Most of the population of the estate consisted of the manpower that was crucial for farmwork. This was a permanent group, some were perhaps in servitude or had some other form of dependent relationship to the estate owner. Some of them lived in housing that was immediately to the southwest of the residence. This proximity was only in appearance, and the absence of a direct connection to the owner's apartments underscored the social distance that separated the two classes of residents.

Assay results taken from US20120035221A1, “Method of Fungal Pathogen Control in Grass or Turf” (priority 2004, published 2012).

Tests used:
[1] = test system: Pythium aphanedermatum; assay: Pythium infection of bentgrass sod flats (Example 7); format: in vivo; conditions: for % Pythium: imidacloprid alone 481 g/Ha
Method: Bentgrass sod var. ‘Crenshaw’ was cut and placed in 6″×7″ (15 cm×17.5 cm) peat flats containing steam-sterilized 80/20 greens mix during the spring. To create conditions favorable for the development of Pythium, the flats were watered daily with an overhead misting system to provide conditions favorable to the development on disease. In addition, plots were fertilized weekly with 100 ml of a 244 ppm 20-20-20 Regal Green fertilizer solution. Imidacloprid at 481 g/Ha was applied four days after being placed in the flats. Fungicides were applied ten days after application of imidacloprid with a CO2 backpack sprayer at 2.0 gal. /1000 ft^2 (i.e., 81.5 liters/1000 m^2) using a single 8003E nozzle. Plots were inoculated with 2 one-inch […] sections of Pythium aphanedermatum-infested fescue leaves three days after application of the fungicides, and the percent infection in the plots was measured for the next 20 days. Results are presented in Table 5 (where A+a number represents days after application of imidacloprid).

This housing was located in buildings that were descendents of the 1st century BCE farm, built around an independent courtyard. The unfired brick walls were covered with a clean white coating. The living areas took up one of the wings that was compartmentalised into a row of rooms. One room, some 30 sq. metres in size, was fitted with a corner hearth: two flat tiles set on top of the beaten earth floor. Another room, where cooking took place, had a rudimentary sink, and a floor covering perhaps indicated a sleeping area. The occupants had access to a nearby 18 sq. m shed, where recipients were set into the ground. Each of these small rooms appeared to have been used for various aspects of family life, and even served to bury infants who died during birth or shortly after.